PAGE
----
The Roman Catholic head made the comments as he spoke to the Vatican’s doctrinal department on how science and religion were not opposed to each other. He continued saying that Christians should fear trying to understand how the two compliment each other in explaining the mystery of life on Earth.
The Pope’s words come at a time when debate rages, especially in the U.S.A between proponents of Intelligent Design (ID) and the Theory of Evolution. In December last year, a Pennsylvania court ruled that ID could not be taught as science in schools.
The Pope said that: "The Church joyfully accepts the real conquests of human knowledge and recognises that spreading the Gospel also means really taking charge of the prospects and the challenges that modern knowledge unlocks,"
|AD|He continued speaking to members of the Congregation for the Doctrine of the Faith saying that: “the logic of faith in God” could be revealed to the faithful with the aid of the dialogue between religion and science.
The Pope was previously head of the department until he assumed his current position last April. He said that the rapid arrival of scientific discoveries sometimes meant "that it becomes very complicated to recognise how they are compatible with the truth revealed by God about man and the world."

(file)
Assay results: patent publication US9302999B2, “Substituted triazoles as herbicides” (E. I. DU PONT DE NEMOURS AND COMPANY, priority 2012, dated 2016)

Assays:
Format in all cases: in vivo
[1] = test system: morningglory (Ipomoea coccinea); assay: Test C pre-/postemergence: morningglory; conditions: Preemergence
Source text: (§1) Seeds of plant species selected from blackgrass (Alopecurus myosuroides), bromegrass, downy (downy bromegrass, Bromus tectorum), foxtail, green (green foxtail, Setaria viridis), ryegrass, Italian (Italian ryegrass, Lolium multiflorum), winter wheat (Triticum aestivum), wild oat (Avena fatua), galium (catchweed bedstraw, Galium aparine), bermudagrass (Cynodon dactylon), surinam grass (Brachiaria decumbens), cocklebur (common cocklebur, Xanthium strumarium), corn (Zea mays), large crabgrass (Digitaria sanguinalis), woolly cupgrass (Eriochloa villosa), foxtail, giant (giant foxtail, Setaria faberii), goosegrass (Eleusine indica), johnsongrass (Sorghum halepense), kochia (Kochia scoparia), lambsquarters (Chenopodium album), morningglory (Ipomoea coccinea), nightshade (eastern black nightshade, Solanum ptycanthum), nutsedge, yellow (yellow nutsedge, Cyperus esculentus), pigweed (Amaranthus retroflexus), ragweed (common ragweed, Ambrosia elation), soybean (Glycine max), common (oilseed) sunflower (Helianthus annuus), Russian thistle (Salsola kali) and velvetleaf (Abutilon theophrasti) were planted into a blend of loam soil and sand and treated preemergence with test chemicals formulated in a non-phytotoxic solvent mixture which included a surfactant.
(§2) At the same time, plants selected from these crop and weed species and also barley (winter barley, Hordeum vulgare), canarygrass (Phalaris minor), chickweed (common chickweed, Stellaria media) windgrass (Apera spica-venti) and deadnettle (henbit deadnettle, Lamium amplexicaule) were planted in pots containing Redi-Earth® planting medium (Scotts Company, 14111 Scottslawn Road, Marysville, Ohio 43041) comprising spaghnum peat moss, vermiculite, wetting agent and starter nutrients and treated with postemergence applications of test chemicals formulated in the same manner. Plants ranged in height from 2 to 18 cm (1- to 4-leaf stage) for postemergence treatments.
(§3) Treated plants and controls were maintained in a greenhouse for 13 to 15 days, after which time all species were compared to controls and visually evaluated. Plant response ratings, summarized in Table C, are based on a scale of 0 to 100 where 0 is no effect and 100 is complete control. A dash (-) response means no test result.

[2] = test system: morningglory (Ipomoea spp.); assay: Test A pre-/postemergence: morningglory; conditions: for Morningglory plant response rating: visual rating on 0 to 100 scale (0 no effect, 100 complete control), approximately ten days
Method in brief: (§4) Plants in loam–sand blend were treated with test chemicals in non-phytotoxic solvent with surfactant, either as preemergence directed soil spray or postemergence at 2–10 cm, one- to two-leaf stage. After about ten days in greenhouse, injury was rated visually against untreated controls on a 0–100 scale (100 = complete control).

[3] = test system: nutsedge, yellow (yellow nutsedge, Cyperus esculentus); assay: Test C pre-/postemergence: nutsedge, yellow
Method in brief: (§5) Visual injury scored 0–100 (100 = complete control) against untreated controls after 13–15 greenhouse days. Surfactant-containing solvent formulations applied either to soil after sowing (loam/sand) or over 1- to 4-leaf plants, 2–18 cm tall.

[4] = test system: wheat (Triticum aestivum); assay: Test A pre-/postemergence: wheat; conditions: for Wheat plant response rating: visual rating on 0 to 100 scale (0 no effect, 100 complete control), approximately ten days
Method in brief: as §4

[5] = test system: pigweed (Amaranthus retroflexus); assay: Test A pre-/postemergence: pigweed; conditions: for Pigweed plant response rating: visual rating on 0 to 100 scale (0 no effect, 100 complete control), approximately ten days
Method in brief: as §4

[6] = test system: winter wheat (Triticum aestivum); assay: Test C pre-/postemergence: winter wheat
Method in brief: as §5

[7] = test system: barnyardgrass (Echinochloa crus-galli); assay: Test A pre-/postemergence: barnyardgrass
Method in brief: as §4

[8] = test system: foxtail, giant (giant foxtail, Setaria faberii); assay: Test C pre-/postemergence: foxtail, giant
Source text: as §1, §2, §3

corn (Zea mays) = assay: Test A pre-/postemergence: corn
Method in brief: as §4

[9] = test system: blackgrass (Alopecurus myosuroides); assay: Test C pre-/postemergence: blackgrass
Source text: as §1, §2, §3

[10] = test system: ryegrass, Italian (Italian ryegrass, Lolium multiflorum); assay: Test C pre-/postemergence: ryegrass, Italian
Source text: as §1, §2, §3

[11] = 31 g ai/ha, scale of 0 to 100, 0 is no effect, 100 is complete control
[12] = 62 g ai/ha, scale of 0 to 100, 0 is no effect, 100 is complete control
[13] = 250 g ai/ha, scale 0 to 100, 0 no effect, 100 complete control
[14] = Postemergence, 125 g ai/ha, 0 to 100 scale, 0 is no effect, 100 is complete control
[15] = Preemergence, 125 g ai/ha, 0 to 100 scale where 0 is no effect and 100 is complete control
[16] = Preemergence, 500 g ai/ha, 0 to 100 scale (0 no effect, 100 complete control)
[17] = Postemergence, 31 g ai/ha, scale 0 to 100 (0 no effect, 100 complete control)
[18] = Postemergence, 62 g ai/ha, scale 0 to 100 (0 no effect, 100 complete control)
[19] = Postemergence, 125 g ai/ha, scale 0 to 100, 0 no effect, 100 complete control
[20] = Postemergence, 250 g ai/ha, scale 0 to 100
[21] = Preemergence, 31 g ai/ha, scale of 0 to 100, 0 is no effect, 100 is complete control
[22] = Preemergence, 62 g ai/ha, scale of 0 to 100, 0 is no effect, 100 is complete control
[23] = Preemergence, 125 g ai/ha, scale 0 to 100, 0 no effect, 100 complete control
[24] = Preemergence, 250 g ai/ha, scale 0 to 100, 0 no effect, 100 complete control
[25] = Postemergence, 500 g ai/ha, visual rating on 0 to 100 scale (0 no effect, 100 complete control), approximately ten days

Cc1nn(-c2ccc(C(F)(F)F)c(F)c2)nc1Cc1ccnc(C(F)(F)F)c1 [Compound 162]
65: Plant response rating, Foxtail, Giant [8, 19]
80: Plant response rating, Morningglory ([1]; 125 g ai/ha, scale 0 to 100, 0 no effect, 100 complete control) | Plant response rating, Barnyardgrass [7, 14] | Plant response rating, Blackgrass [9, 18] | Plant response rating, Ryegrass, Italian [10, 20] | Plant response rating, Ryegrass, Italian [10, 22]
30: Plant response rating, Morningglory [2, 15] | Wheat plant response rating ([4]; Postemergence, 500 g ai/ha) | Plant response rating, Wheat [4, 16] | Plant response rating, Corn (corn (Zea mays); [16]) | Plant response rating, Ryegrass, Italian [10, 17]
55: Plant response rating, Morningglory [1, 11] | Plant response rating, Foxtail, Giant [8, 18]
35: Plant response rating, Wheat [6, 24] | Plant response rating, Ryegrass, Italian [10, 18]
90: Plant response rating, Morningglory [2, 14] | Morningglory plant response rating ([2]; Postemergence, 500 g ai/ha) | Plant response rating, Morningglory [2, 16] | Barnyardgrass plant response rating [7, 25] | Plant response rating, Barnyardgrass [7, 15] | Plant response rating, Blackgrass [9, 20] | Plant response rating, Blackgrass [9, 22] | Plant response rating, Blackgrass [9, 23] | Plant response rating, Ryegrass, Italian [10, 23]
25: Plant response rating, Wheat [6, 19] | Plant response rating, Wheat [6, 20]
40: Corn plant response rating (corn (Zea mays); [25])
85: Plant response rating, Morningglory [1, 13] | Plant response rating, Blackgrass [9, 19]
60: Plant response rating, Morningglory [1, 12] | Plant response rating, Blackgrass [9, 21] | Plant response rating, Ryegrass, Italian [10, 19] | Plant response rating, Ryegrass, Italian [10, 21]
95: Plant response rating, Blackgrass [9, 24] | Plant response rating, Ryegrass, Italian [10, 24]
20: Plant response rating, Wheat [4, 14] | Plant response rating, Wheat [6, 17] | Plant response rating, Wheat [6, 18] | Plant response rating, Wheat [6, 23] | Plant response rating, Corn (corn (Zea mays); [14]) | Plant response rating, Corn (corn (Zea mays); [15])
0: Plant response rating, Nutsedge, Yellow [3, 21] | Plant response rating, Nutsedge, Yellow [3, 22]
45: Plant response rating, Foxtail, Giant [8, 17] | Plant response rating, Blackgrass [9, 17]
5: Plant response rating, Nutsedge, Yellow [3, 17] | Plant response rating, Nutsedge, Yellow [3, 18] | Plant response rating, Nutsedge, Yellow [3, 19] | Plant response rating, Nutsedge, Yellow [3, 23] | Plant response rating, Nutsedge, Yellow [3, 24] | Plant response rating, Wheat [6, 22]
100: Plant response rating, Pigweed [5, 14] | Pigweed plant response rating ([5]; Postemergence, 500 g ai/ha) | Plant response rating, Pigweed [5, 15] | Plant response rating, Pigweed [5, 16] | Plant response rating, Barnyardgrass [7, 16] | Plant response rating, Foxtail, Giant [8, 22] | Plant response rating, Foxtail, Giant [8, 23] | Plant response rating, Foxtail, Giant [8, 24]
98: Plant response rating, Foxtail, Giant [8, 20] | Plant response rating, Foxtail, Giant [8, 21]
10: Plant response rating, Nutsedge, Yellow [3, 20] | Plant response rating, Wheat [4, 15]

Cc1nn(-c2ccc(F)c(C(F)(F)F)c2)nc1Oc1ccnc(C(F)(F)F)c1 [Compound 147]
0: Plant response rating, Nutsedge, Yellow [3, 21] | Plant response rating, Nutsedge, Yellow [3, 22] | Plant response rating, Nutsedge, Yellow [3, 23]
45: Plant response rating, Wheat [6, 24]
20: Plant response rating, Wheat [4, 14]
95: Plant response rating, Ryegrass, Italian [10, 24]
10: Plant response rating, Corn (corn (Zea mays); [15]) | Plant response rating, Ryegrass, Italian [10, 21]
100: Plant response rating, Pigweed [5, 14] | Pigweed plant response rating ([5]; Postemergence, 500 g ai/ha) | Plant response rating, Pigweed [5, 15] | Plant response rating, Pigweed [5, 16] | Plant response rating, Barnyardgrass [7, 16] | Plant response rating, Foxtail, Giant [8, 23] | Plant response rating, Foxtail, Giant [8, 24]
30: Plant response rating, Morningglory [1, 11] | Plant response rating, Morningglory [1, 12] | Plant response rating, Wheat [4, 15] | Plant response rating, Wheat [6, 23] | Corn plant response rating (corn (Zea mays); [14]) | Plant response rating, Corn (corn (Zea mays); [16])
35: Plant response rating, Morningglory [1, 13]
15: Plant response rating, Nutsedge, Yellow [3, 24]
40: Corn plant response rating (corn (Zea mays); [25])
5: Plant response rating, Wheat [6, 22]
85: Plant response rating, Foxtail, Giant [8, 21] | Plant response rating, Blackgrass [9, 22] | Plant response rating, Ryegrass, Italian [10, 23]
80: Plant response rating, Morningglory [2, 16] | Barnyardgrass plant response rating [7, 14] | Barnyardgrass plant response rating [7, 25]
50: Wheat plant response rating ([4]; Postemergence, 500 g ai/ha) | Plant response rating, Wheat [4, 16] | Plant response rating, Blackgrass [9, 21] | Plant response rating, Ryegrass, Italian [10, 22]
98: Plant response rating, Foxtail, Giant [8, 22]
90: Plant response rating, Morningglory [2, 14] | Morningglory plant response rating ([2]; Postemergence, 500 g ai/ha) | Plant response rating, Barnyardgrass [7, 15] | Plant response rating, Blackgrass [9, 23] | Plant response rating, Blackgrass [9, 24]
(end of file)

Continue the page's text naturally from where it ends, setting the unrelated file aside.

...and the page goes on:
He continued saying that the Church, however, should not fear the challenge of reconciling faith and reason because God was "in fact, the Lord of all creation and all history."
The ID debate in the U.S.A. has been fought by (occasionally) agnostic scientists and believers who claim that science shows some of the compleixities of life point to a supernatural “designer”.
Supporters of ID have been attempting to have it taught with Darwin’s Theory of Evolution in Biology classes in school. Opponents claim it has no basis in science.